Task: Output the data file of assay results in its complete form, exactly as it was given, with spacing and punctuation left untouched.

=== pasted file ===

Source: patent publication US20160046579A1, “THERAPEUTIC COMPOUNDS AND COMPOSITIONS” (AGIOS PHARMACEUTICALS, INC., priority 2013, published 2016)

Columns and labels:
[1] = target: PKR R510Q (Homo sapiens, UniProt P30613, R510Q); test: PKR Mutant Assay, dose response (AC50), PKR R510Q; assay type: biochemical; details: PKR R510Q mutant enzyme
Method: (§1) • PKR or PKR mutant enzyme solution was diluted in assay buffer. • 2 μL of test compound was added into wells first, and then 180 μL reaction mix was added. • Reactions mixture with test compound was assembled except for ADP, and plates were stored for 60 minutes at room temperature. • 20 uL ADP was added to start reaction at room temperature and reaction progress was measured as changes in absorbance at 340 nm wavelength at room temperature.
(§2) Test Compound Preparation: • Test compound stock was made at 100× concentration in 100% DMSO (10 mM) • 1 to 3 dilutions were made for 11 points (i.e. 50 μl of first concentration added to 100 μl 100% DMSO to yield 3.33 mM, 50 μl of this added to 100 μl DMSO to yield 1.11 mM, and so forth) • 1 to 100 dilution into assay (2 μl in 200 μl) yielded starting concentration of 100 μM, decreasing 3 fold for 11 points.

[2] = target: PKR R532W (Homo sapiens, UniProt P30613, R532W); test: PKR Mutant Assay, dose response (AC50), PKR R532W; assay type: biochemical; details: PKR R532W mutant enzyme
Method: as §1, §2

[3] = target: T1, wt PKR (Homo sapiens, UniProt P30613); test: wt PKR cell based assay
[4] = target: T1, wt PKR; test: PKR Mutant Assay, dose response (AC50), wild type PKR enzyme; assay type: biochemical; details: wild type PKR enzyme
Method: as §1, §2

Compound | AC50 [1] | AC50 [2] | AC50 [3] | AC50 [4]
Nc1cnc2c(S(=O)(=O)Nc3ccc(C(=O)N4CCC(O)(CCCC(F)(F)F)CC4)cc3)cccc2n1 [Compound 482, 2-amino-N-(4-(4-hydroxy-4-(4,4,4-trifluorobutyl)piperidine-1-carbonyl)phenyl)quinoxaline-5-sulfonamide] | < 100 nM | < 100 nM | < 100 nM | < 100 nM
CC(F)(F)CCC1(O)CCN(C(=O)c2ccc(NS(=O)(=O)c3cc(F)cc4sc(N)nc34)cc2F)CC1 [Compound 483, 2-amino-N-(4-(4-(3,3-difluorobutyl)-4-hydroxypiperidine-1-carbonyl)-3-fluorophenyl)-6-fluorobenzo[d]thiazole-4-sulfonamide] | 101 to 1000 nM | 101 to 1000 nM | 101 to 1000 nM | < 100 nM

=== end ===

Source: patent publication US20160046579A1, “THERAPEUTIC COMPOUNDS AND COMPOSITIONS” (AGIOS PHARMACEUTICALS, INC., priority 2013, published 2016)

Columns and labels:
[1] = target: PKR R510Q (Homo sapiens, UniProt P30613, R510Q); test: PKR Mutant Assay, dose response (AC50), PKR R510Q; assay type: biochemical; details: PKR R510Q mutant enzyme
Method: (§1) • PKR or PKR mutant enzyme solution was diluted in assay buffer. • 2 μL of test compound was added into wells first, and then 180 μL reaction mix was added. • Reactions mixture with test compound was assembled except for ADP, and plates were stored for 60 minutes at room temperature. • 20 uL ADP was added to start reaction at room temperature and reaction progress was measured as changes in absorbance at 340 nm wavelength at room temperature.
(§2) Test Compound Preparation: • Test compound stock was made at 100× concentration in 100% DMSO (10 mM) • 1 to 3 dilutions were made for 11 points (i.e. 50 μl of first concentration added to 100 μl 100% DMSO to yield 3.33 mM, 50 μl of this added to 100 μl DMSO to yield 1.11 mM, and so forth) • 1 to 100 dilution into assay (2 μl in 200 μl) yielded starting concentration of 100 μM, decreasing 3 fold for 11 points.

[2] = target: PKR R532W (Homo sapiens, UniProt P30613, R532W); test: PKR Mutant Assay, dose response (AC50), PKR R532W; assay type: biochemical; details: PKR R532W mutant enzyme
Method: as §1, §2

[3] = target: T1, wt PKR (Homo sapiens, UniProt P30613); test: wt PKR cell based assay
[4] = target: T1, wt PKR; test: PKR Mutant Assay, dose response (AC50), wild type PKR enzyme; assay type: biochemical; details: wild type PKR enzyme
Method: as §1, §2

Compound | AC50 [1] | AC50 [2] | AC50 [3] | AC50 [4]
Nc1cnc2c(S(=O)(=O)Nc3ccc(C(=O)N4CCC(O)(CCCC(F)(F)F)CC4)cc3)cccc2n1 [Compound 482, 2-amino-N-(4-(4-hydroxy-4-(4,4,4-trifluorobutyl)piperidine-1-carbonyl)phenyl)quinoxaline-5-sulfonamide] | < 100 nM | < 100 nM | < 100 nM | < 100 nM
CC(F)(F)CCC1(O)CCN(C(=O)c2ccc(NS(=O)(=O)c3cc(F)cc4sc(N)nc34)cc2F)CC1 [Compound 483, 2-amino-N-(4-(4-(3,3-difluorobutyl)-4-hydroxypiperidine-1-carbonyl)-3-fluorophenyl)-6-fluorobenzo[d]thiazole-4-sulfonamide] | 101 to 1000 nM | 101 to 1000 nM | 101 to 1000 nM | < 100 nM